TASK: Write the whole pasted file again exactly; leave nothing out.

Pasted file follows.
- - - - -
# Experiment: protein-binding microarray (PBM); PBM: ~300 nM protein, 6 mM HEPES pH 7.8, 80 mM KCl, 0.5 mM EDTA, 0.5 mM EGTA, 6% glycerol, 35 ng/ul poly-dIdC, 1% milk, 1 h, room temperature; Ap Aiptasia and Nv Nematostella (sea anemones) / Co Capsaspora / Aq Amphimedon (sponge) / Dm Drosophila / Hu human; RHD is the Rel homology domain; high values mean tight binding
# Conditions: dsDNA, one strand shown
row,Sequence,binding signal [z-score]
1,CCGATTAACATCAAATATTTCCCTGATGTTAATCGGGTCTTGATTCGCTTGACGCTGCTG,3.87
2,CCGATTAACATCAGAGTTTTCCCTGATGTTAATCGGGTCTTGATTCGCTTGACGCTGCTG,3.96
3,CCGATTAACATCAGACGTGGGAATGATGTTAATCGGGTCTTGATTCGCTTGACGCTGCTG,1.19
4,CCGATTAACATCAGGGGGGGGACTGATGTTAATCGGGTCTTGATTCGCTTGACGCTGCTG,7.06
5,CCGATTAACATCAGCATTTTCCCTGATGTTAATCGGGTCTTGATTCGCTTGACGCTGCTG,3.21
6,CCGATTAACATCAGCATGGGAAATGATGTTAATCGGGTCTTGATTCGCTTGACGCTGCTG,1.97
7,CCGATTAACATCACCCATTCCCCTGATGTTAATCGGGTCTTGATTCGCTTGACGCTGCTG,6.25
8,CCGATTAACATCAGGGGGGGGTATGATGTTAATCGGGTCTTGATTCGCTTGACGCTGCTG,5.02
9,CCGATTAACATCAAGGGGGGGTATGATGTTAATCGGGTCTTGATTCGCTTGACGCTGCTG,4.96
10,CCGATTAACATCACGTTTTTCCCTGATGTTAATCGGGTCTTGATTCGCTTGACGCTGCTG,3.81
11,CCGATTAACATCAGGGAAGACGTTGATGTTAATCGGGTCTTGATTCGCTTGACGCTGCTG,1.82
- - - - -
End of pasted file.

# Experiment: protein-binding microarray (PBM); PBM: ~300 nM protein, 6 mM HEPES pH 7.8, 80 mM KCl, 0.5 mM EDTA, 0.5 mM EGTA, 6% glycerol, 35 ng/ul poly-dIdC, 1% milk, 1 h, room temperature; Ap Aiptasia and Nv Nematostella (sea anemones) / Co Capsaspora / Aq Amphimedon (sponge) / Dm Drosophila / Hu human; RHD is the Rel homology domain; high values mean tight binding
# Conditions: dsDNA, one strand shown
row,Sequence,binding signal [z-score]
1,CCGATTAACATCAAATATTTCCCTGATGTTAATCGGGTCTTGATTCGCTTGACGCTGCTG,3.87
2,CCGATTAACATCAGAGTTTTCCCTGATGTTAATCGGGTCTTGATTCGCTTGACGCTGCTG,3.96
3,CCGATTAACATCAGACGTGGGAATGATGTTAATCGGGTCTTGATTCGCTTGACGCTGCTG,1.19
4,CCGATTAACATCAGGGGGGGGACTGATGTTAATCGGGTCTTGATTCGCTTGACGCTGCTG,7.06
5,CCGATTAACATCAGCATTTTCCCTGATGTTAATCGGGTCTTGATTCGCTTGACGCTGCTG,3.21
6,CCGATTAACATCAGCATGGGAAATGATGTTAATCGGGTCTTGATTCGCTTGACGCTGCTG,1.97
7,CCGATTAACATCACCCATTCCCCTGATGTTAATCGGGTCTTGATTCGCTTGACGCTGCTG,6.25
8,CCGATTAACATCAGGGGGGGGTATGATGTTAATCGGGTCTTGATTCGCTTGACGCTGCTG,5.02
9,CCGATTAACATCAAGGGGGGGTATGATGTTAATCGGGTCTTGATTCGCTTGACGCTGCTG,4.96
10,CCGATTAACATCACGTTTTTCCCTGATGTTAATCGGGTCTTGATTCGCTTGACGCTGCTG,3.81
11,CCGATTAACATCAGGGAAGACGTTGATGTTAATCGGGTCTTGATTCGCTTGACGCTGCTG,1.82